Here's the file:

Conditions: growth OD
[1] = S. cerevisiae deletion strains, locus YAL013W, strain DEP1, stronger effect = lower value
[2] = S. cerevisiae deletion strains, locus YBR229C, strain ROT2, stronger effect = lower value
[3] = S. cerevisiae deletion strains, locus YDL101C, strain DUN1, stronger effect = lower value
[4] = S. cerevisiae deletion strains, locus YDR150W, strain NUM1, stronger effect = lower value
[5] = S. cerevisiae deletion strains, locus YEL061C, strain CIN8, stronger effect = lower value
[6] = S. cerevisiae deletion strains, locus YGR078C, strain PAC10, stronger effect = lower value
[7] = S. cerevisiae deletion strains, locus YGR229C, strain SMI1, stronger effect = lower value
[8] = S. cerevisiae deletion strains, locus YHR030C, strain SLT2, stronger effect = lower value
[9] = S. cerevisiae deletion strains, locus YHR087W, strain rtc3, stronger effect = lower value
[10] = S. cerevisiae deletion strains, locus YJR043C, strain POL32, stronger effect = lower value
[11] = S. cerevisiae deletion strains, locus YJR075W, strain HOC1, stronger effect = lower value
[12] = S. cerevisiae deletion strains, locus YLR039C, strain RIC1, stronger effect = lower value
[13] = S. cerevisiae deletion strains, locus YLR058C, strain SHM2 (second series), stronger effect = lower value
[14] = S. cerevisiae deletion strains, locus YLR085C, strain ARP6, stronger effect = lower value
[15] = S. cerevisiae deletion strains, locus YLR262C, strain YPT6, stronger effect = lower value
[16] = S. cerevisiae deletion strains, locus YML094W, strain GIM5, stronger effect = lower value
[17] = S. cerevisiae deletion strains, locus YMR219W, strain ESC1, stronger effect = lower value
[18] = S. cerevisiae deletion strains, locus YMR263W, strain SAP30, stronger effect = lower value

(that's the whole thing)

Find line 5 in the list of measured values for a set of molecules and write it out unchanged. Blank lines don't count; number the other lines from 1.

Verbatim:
[4] = S. cerevisiae deletion strains, locus YDR150W, strain NUM1, stronger effect = lower value